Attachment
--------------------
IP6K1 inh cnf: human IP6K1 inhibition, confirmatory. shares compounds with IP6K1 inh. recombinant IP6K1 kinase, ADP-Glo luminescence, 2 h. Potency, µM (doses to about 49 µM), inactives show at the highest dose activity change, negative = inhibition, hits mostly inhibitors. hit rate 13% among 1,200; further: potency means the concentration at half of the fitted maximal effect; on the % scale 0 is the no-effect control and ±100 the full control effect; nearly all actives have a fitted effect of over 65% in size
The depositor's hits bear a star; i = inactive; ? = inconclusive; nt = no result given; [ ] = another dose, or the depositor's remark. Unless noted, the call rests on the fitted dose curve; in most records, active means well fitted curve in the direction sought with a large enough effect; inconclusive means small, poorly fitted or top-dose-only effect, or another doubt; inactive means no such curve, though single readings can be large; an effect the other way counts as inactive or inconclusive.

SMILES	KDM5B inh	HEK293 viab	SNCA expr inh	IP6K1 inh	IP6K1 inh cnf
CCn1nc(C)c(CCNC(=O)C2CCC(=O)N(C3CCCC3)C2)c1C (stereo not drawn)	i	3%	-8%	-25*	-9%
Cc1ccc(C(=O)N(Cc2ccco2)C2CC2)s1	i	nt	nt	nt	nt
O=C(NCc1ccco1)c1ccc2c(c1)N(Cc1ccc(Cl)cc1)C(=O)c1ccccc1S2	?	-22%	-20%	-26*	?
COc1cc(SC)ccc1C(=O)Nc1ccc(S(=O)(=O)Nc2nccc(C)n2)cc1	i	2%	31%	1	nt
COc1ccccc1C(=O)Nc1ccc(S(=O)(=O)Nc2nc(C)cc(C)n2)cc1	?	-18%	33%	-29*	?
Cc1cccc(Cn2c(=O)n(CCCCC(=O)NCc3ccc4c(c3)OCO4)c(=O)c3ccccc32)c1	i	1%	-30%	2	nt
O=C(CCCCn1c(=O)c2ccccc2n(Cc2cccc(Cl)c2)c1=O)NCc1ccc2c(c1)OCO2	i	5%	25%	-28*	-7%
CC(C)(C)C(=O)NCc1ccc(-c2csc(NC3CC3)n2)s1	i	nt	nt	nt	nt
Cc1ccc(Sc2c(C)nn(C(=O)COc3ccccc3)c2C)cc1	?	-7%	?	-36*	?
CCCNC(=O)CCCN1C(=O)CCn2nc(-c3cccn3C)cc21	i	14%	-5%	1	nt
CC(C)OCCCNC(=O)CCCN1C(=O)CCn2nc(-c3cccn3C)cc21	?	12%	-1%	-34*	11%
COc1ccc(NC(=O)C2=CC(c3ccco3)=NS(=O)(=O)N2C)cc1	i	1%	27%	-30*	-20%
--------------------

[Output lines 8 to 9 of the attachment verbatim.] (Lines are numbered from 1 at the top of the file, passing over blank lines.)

COc1ccccc1C(=O)Nc1ccc(S(=O)(=O)Nc2nc(C)cc(C)n2)cc1	?	-18%	33%	-29*	?
Cc1cccc(Cn2c(=O)n(CCCCC(=O)NCc3ccc4c(c3)OCO4)c(=O)c3ccccc32)c1	i	1%	-30%	2	nt